Johnathan Holifield, a consultant and former NFL player, has been appointed executive director of the White House Initiative on Historically Black Colleges, the White House announced at the opening ceremony of the annual black-college summit on Monday. News of Mr. Holifield’s appointment was first reported on Saturday by HBCU Digest.
Mr. Holifield will start on October 2, and his office will be housed in the White House, alongside a deputy director and an assistant, a Trump-administration official said. The four career staff members who currently work on the initiative will remain at the Department of Education. The shift of the initiative’s top leadership to the White House is a result of an executive order signed in February by President Trump.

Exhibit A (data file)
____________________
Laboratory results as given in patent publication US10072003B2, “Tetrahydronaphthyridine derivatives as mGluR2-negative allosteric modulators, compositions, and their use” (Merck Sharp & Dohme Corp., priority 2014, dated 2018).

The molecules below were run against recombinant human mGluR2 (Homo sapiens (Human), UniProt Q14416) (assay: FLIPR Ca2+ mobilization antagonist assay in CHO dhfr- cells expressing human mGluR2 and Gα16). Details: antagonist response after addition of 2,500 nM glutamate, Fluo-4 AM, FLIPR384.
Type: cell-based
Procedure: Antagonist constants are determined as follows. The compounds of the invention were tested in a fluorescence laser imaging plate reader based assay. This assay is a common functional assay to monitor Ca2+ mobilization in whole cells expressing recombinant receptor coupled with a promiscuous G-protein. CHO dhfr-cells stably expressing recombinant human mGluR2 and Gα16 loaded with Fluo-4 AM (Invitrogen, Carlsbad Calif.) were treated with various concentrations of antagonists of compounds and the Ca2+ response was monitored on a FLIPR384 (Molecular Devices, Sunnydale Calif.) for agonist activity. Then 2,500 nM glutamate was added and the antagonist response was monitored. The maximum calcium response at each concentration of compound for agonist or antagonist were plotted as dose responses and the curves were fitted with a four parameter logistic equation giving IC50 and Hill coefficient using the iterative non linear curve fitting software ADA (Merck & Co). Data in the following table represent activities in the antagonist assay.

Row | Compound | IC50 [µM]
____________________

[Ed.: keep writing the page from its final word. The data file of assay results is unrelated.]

Advocacy groups for black colleges praised the announcement. Johnny C. Taylor Jr., president of the Thurgood Marshall College Fund, said in a written statement that Mr. Holifield’s experience in business and government would “help lead the critical work of developing a robust policy and budgetary agenda to positively impact HBCUs.”
The weeks before the annual summit, which kicked off on Sunday night with a dinner followed by the opening ceremony on Monday morning, were dogged with controversy, as lawmakers, advocacy groups, and students called for the event to be postponed. The tensions were exacerbated by the program’s lack of an executive director and the perceived “lack of progress” on policy initiatives from the administration.
The conference, which has been held for more than two decades, is not intended to be a political event but an opportunity for black colleges to build relationships with those across the federal government. The event has assumed political implications this year, however, as the relationship between the Trump administration and the black community continues to be rife with tension.Return to Top